A joint defense panel of Japan's ruling Liberal Democratic Party started discussing Monday a review of the National Security Strategy for the first time since it was adopted in 2013, including the possibility of introducing enemy base strike capabilities.
Along with the review of the country's long-term diplomacy and defense strategy, the panel also seeks to discuss and update two other key defense buildup papers -- National Defense Program Guidelines and Medium-Term Defense Program -- after Prime Minister Fumio Kishida said in a policy speech earlier this month that the government will aim to renew the three policy papers in about a year.
With China's increasing assertiveness in waters near Japan and North Korea's resumption of ballistic missile tests, Kishida has said Japan is facing a worrying security situation and vows to consider "every option" to boost the nation's defense, including acquiring the capability to strike enemy bases in response to an imminent attack.
The LDP's joint Research Commission on Security and National Defense Division panel aims to draw up a proposal around May next year after a series of discussions and hearings with experts. The proposal will be the basis for revising the papers.
The National Security Strategy, overarching the other two policy documents, was made following the example of the United States.
The National Defense Program Guidelines was first formulated in 1976 as basic defense guidelines and revised five times between 1995 and 2018. The Medium-Term Defense Program is based on that guideline, specifying development plans and necessary expenses for every five years, with the current plan covering fiscal years 2019 to 2023.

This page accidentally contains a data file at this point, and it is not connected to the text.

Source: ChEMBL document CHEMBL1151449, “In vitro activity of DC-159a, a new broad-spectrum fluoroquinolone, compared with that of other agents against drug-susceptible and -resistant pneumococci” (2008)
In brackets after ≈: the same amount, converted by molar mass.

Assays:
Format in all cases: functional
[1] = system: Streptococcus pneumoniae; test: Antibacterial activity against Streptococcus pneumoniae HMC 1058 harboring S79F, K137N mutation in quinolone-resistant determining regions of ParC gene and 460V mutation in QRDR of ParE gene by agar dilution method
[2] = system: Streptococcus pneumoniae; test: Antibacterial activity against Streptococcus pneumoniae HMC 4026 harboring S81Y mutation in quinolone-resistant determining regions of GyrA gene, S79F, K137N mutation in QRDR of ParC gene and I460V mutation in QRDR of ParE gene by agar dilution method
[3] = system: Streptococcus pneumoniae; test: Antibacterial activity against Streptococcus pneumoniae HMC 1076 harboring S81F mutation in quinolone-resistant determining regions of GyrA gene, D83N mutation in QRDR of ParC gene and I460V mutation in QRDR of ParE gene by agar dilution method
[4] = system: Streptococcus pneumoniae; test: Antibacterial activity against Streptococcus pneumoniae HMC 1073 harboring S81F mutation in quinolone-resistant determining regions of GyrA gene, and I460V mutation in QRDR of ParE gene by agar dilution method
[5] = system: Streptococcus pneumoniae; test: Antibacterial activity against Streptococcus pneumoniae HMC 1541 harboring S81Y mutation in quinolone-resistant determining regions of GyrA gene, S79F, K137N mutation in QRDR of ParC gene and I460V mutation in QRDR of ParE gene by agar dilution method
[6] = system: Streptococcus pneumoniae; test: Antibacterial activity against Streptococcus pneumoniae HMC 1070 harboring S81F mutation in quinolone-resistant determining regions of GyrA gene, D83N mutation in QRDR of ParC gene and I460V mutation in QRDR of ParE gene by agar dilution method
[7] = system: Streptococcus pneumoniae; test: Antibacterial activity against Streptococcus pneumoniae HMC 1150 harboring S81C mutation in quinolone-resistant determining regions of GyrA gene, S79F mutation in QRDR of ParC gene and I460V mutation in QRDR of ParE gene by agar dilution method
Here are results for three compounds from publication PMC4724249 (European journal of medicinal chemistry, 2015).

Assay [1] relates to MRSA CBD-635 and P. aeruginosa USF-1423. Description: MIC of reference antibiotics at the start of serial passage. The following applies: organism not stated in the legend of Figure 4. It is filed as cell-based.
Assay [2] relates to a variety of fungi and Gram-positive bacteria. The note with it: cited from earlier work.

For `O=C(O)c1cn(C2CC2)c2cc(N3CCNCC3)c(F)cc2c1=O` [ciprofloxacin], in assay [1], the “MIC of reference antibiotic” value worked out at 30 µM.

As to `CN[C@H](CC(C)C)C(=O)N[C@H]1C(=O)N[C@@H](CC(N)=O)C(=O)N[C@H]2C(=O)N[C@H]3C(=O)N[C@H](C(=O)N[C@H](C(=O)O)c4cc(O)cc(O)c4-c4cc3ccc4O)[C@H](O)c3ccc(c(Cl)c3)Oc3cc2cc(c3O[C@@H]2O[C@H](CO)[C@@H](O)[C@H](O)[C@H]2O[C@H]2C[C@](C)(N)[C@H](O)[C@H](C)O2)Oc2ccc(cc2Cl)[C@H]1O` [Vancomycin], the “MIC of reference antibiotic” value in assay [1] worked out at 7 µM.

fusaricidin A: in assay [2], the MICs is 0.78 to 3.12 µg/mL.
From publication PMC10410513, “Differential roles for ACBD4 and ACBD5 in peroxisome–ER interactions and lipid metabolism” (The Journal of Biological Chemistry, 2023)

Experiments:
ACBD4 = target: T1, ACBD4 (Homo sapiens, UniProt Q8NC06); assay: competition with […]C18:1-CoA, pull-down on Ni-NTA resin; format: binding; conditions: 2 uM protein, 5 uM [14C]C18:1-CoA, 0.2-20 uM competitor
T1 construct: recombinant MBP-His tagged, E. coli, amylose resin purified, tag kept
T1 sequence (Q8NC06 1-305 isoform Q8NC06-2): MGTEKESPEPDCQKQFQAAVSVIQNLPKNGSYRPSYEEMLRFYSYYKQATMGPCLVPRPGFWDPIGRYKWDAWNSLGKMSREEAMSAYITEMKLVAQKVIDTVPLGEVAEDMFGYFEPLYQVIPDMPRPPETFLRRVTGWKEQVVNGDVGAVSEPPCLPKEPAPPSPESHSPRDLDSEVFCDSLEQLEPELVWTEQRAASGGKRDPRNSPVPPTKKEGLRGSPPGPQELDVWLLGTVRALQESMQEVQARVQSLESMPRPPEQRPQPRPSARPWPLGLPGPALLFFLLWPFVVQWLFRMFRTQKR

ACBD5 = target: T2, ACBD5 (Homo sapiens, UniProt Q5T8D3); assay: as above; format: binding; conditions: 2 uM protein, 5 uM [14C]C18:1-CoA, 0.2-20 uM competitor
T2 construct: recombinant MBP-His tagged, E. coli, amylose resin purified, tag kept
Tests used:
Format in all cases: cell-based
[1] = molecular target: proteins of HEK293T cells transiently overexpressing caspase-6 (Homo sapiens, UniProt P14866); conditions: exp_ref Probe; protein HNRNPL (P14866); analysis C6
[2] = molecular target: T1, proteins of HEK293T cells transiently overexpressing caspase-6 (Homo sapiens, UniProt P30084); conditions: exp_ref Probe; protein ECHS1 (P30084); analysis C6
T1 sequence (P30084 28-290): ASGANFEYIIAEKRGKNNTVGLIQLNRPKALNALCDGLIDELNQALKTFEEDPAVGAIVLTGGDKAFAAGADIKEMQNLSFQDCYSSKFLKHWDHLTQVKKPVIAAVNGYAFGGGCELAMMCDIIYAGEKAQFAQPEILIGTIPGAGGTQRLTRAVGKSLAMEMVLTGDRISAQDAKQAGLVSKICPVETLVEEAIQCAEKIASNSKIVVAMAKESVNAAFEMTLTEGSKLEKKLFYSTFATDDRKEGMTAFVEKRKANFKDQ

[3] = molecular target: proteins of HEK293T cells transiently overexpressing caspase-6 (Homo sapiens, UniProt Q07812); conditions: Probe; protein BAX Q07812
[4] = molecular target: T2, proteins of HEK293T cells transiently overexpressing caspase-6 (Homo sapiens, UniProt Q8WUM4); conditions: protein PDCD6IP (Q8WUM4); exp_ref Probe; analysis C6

"In the past, this joint panel has advocated that if Japan is attacked by missiles, we have to prevent (the launch of more) missiles from enemy territory. This idea has been consistent," said former defense minister Itsunori Onodera, who leads the joint panel.
Onodera told reporters after the closed meeting that he and several other LDP lawmakers argued that Japan might need a new national defense strategy in line with that of the United States.
The United States has a document under its National Security Strategy prepared by the Defense Secretary's office outlining how the Defense Department pursues the National Security Strategy objectives. The paper helps secure an increase in the annual defense budget and supports the planning of military contingencies.
The revision of Japan's National Security Strategy will also focus on economic security related to developing critical advanced technologies and establishing supply chains for strategic goods.
The panel will also discuss the new defense domains of outer space, cyberspace and the electromagnetic spectrum.
The Defense Ministry set up its own panel of senior ministry and Self-Defense Forces officials last month to conduct a series of discussions regarding revising the three documents.